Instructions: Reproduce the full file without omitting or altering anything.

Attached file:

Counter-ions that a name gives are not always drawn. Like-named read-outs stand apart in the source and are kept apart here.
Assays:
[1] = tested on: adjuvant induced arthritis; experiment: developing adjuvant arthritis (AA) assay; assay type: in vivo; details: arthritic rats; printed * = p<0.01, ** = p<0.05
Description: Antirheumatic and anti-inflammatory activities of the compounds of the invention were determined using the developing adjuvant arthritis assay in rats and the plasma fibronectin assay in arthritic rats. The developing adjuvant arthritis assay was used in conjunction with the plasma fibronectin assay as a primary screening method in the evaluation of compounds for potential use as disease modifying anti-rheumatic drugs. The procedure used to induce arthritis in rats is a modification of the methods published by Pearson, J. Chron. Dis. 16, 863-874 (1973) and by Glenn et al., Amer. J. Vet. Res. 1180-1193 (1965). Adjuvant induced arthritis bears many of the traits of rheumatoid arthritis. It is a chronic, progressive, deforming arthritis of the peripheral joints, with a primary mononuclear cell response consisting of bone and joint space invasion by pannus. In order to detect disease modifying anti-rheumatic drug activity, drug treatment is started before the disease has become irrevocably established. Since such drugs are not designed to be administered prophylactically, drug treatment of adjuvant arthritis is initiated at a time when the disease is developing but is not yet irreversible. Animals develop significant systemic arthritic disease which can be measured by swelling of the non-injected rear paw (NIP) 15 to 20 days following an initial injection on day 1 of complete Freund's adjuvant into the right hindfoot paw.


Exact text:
Counter-ions that a name gives are not always drawn. Like-named read-outs stand apart in the source and are kept apart here.
Assays:
[1] = tested on: adjuvant induced arthritis; experiment: developing adjuvant arthritis (AA) assay; assay type: in vivo; details: arthritic rats; printed * = p<0.01, ** = p<0.05
Description: Antirheumatic and anti-inflammatory activities of the compounds of the invention were determined using the developing adjuvant arthritis assay in rats and the plasma fibronectin assay in arthritic rats. The developing adjuvant arthritis assay was used in conjunction with the plasma fibronectin assay as a primary screening method in the evaluation of compounds for potential use as disease modifying anti-rheumatic drugs. The procedure used to induce arthritis in rats is a modification of the methods published by Pearson, J. Chron. Dis. 16, 863-874 (1973) and by Glenn et al., Amer. J. Vet. Res. 1180-1193 (1965). Adjuvant induced arthritis bears many of the traits of rheumatoid arthritis. It is a chronic, progressive, deforming arthritis of the peripheral joints, with a primary mononuclear cell response consisting of bone and joint space invasion by pannus. In order to detect disease modifying anti-rheumatic drug activity, drug treatment is started before the disease has become irrevocably established. Since such drugs are not designed to be administered prophylactically, drug treatment of adjuvant arthritis is initiated at a time when the disease is developing but is not yet irreversible. Animals develop significant systemic arthritic disease which can be measured by swelling of the non-injected rear paw (NIP) 15 to 20 days following an initial injection on day 1 of complete Freund's adjuvant into the right hindfoot paw.